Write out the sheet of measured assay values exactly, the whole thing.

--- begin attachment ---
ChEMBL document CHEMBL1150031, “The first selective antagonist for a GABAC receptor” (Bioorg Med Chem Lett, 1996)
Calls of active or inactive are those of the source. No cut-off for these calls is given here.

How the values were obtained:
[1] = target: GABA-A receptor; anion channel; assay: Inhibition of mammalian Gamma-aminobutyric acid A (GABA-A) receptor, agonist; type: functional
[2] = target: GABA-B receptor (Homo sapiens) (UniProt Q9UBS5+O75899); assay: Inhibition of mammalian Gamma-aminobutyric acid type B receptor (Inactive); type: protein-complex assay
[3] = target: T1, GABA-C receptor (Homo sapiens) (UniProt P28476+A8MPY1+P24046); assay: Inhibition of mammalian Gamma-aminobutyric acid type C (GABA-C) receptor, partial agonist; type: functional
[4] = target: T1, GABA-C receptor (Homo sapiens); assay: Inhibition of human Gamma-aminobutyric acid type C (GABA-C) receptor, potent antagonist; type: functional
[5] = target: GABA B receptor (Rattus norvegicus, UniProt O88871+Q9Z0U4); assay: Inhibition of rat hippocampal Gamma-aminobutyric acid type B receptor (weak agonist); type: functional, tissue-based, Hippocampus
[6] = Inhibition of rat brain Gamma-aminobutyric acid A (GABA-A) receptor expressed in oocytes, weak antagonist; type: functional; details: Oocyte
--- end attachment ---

ChEMBL document CHEMBL1150031, “The first selective antagonist for a GABAC receptor” (Bioorg Med Chem Lett, 1996)
Calls of active or inactive are those of the source. No cut-off for these calls is given here.

How the values were obtained:
[1] = target: GABA-A receptor; anion channel; assay: Inhibition of mammalian Gamma-aminobutyric acid A (GABA-A) receptor, agonist; type: functional
[2] = target: GABA-B receptor (Homo sapiens) (UniProt Q9UBS5+O75899); assay: Inhibition of mammalian Gamma-aminobutyric acid type B receptor (Inactive); type: protein-complex assay
[3] = target: T1, GABA-C receptor (Homo sapiens) (UniProt P28476+A8MPY1+P24046); assay: Inhibition of mammalian Gamma-aminobutyric acid type C (GABA-C) receptor, partial agonist; type: functional
[4] = target: T1, GABA-C receptor (Homo sapiens); assay: Inhibition of human Gamma-aminobutyric acid type C (GABA-C) receptor, potent antagonist; type: functional
[5] = target: GABA B receptor (Rattus norvegicus, UniProt O88871+Q9Z0U4); assay: Inhibition of rat hippocampal Gamma-aminobutyric acid type B receptor (weak agonist); type: functional, tissue-based, Hippocampus
[6] = Inhibition of rat brain Gamma-aminobutyric acid A (GABA-A) receptor expressed in oocytes, weak antagonist; type: functional; details: Oocyte